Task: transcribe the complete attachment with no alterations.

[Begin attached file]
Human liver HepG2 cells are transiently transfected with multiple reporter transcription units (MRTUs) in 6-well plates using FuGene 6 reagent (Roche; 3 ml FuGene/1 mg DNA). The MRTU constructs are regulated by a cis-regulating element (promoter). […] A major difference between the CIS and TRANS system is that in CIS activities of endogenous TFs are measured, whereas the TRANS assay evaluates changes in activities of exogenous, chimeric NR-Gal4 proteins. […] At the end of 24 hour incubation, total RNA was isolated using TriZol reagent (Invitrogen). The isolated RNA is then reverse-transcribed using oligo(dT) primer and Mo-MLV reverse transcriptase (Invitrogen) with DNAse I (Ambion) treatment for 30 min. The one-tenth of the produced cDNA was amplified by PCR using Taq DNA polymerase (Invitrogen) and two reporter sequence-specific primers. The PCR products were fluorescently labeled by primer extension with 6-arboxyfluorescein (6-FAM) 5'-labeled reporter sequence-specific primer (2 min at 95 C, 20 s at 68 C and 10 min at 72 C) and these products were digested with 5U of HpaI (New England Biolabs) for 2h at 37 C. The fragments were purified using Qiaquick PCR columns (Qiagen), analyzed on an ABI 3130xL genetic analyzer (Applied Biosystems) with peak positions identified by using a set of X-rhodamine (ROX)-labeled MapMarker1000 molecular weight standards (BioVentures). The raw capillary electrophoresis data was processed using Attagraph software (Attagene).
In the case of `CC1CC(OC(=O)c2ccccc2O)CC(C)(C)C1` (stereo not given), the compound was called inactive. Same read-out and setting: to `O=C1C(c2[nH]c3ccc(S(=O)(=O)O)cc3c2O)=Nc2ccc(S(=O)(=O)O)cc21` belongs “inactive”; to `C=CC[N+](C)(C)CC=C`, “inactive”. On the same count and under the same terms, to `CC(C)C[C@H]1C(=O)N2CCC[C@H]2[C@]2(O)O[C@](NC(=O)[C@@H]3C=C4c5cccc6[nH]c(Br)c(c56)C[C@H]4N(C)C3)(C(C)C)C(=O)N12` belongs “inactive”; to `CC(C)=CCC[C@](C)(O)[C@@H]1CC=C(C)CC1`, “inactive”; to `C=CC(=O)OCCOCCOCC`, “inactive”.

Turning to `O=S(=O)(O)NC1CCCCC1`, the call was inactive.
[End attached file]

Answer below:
Human liver HepG2 cells are transiently transfected with multiple reporter transcription units (MRTUs) in 6-well plates using FuGene 6 reagent (Roche; 3 ml FuGene/1 mg DNA). The MRTU constructs are regulated by a cis-regulating element (promoter). […] A major difference between the CIS and TRANS system is that in CIS activities of endogenous TFs are measured, whereas the TRANS assay evaluates changes in activities of exogenous, chimeric NR-Gal4 proteins. […] At the end of 24 hour incubation, total RNA was isolated using TriZol reagent (Invitrogen). The isolated RNA is then reverse-transcribed using oligo(dT) primer and Mo-MLV reverse transcriptase (Invitrogen) with DNAse I (Ambion) treatment for 30 min. The one-tenth of the produced cDNA was amplified by PCR using Taq DNA polymerase (Invitrogen) and two reporter sequence-specific primers. The PCR products were fluorescently labeled by primer extension with 6-arboxyfluorescein (6-FAM) 5'-labeled reporter sequence-specific primer (2 min at 95 C, 20 s at 68 C and 10 min at 72 C) and these products were digested with 5U of HpaI (New England Biolabs) for 2h at 37 C. The fragments were purified using Qiaquick PCR columns (Qiagen), analyzed on an ABI 3130xL genetic analyzer (Applied Biosystems) with peak positions identified by using a set of X-rhodamine (ROX)-labeled MapMarker1000 molecular weight standards (BioVentures). The raw capillary electrophoresis data was processed using Attagraph software (Attagene).
In the case of `CC1CC(OC(=O)c2ccccc2O)CC(C)(C)C1` (stereo not given), the compound was called inactive. Same read-out and setting: to `O=C1C(c2[nH]c3ccc(S(=O)(=O)O)cc3c2O)=Nc2ccc(S(=O)(=O)O)cc21` belongs “inactive”; to `C=CC[N+](C)(C)CC=C`, “inactive”. On the same count and under the same terms, to `CC(C)C[C@H]1C(=O)N2CCC[C@H]2[C@]2(O)O[C@](NC(=O)[C@@H]3C=C4c5cccc6[nH]c(Br)c(c56)C[C@H]4N(C)C3)(C(C)C)C(=O)N12` belongs “inactive”; to `CC(C)=CCC[C@](C)(O)[C@@H]1CC=C(C)CC1`, “inactive”; to `C=CC(=O)OCCOCCOCC`, “inactive”.

Turning to `O=S(=O)(O)NC1CCCCC1`, the call was inactive.